The Flash pursues Kid Flash across the globe while Reverse Flash claims another victim. Check out our review of The Flash #20 after the jump!
Since the end of the Gorilla Warfare story, The Flash has focused on those affected by their time in the Speed Force. With the deaths of two Speed Force participants, Turbocharger and Marissa, at the hands of a red-clad speedster, Barry chases Kid Flash around the world for answers. Various global landmarks are on display through the lens of Francis Manapul. In this issue’s subplot, we’re given a conversation between Iris and Daniel West that provides more insight into Daniel’s psyche.
The Flash has been blessed with the perfect art team for the character. As the majority of this issue is a global chase featuring two speedsters, Manapul and Buccellato can flex their artistic muscles. From the Lourve in Paris to Sydney and the Sahara, Manapul’s ink washing and kinetic pencil work is gorgeous. Those pencils, combined Buccellato’s impeccable coloring, give the book a water-color look that has been this title’s signature style since issue #1.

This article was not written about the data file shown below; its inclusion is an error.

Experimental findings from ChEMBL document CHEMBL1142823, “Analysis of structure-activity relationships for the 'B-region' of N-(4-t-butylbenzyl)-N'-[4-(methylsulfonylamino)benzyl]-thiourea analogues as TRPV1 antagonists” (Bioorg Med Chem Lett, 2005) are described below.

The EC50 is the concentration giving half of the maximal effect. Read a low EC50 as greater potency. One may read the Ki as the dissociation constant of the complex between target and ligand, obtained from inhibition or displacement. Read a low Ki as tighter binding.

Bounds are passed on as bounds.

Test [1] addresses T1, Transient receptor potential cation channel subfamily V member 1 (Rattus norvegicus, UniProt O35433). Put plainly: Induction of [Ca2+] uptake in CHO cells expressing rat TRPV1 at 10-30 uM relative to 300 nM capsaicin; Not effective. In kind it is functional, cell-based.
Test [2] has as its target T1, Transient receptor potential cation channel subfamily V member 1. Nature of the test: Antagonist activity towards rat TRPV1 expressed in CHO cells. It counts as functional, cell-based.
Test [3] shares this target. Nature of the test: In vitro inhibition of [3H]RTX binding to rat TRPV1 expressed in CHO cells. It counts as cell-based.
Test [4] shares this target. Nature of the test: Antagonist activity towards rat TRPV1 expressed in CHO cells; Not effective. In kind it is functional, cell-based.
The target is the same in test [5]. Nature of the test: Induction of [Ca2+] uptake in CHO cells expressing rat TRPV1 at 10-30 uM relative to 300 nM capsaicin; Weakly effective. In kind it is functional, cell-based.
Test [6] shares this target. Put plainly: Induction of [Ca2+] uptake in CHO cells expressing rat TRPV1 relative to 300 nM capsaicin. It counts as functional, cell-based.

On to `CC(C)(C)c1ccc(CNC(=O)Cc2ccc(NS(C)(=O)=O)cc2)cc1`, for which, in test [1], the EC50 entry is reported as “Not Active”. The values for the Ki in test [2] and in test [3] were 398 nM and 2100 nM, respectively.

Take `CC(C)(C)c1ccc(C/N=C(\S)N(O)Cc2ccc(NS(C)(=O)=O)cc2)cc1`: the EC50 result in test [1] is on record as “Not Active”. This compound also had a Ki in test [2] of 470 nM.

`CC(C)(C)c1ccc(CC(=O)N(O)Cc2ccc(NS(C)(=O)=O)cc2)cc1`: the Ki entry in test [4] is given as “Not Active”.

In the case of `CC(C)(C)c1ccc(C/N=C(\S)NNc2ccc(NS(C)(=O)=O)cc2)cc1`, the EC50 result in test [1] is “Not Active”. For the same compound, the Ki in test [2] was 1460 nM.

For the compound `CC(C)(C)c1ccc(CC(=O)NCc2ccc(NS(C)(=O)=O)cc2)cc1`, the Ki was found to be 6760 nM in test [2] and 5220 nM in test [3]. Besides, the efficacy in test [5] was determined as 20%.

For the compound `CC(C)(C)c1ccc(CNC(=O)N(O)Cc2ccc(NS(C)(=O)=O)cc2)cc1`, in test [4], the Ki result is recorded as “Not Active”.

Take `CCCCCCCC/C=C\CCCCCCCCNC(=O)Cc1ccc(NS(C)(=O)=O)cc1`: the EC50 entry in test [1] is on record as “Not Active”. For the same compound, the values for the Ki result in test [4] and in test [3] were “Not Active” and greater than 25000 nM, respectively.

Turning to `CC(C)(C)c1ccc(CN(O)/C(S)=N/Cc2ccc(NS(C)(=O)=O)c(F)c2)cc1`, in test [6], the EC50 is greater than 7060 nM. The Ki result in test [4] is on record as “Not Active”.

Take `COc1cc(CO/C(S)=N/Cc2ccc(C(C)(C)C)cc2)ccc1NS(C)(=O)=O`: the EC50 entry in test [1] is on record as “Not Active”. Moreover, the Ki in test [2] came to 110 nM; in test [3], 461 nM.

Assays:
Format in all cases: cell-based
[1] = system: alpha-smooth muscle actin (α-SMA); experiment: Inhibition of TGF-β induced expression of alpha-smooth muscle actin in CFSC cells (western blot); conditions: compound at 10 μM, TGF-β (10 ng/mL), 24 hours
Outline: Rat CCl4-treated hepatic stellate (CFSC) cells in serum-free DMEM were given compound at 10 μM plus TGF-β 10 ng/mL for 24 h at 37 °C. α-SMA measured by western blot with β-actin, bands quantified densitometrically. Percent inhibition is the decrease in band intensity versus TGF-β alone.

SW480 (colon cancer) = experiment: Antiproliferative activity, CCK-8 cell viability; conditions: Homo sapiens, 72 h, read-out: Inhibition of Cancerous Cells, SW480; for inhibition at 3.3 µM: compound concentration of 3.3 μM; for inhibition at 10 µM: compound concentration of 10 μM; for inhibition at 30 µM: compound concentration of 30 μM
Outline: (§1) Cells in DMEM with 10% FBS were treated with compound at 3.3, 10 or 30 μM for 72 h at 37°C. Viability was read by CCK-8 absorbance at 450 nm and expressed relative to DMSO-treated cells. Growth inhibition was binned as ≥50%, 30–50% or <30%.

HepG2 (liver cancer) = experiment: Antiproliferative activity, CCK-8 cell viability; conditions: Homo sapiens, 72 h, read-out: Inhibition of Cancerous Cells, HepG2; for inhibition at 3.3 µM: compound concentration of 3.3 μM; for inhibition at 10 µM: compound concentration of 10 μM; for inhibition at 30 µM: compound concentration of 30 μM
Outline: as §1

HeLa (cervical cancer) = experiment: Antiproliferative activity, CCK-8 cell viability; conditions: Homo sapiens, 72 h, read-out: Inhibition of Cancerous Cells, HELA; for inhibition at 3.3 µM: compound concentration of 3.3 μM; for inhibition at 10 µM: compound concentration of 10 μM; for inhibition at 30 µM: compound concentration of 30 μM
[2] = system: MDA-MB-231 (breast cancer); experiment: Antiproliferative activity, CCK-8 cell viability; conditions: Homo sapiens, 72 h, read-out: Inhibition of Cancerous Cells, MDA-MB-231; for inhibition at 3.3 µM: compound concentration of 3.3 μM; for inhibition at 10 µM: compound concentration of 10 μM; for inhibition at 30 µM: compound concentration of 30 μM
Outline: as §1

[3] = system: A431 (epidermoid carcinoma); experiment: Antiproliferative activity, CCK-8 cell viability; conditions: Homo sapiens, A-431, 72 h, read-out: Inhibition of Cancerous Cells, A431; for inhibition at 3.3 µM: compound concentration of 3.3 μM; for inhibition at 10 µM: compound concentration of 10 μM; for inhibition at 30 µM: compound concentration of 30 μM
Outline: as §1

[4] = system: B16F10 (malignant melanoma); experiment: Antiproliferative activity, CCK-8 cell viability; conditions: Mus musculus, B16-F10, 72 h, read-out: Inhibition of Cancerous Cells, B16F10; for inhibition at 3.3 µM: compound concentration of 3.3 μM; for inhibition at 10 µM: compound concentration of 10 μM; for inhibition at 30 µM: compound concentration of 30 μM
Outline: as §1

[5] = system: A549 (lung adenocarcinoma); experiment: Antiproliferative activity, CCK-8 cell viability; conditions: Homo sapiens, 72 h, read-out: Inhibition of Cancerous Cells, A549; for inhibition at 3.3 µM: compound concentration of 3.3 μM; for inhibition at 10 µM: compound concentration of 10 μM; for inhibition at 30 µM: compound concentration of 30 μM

Speaking of Buccellato’s coloring, the man knows how to use an abundance of red without it being overwhelming. Despite the abundance of red-clad characters, there is a strong variety in this issue’s color palate that served as a great complement to the pencils.
The conversation between Barry and Bart came across as natural. As someone in their mid (to late) twenties, I’ve had conversations with teenagers that went pretty much like this. It is frustrating beyond reason, and as a result found myself sympathizing with Barry. Conversely, as someone that was at one point a teenager, I can understand Bart’s perspective. Being able to see both perspectives, I was able to connect to the situation better than some younger readers might be able to. On the whole, I found their dialogue engaging. The fact that this exchange is occurring while they’re hitting top speeds makes for an overall entertaining reading experience.
I like the content of the Iris and Daniel subplot, which I’m sure will come into play as the Reverse arc unfolds over the next four issues. However, the placement a coffee shop moment after Barry and Bart’s high speed adventure really harms the pacing of this issue. Those pages really seem to drag on.
As much as I love the art in this issue, I’m not a fan of the way Manapul draws Kid Flash. His eyes seem a little too far apart. Also, it’s not entirely clear what happens at the end of the issue.
Pacing issues aside, The Flash continues to be one of DC’s standout titles. Those complaining that all DC books feel the same should really consider picking up this book. While the tone is more serious than last issue, the entertainment factor remains.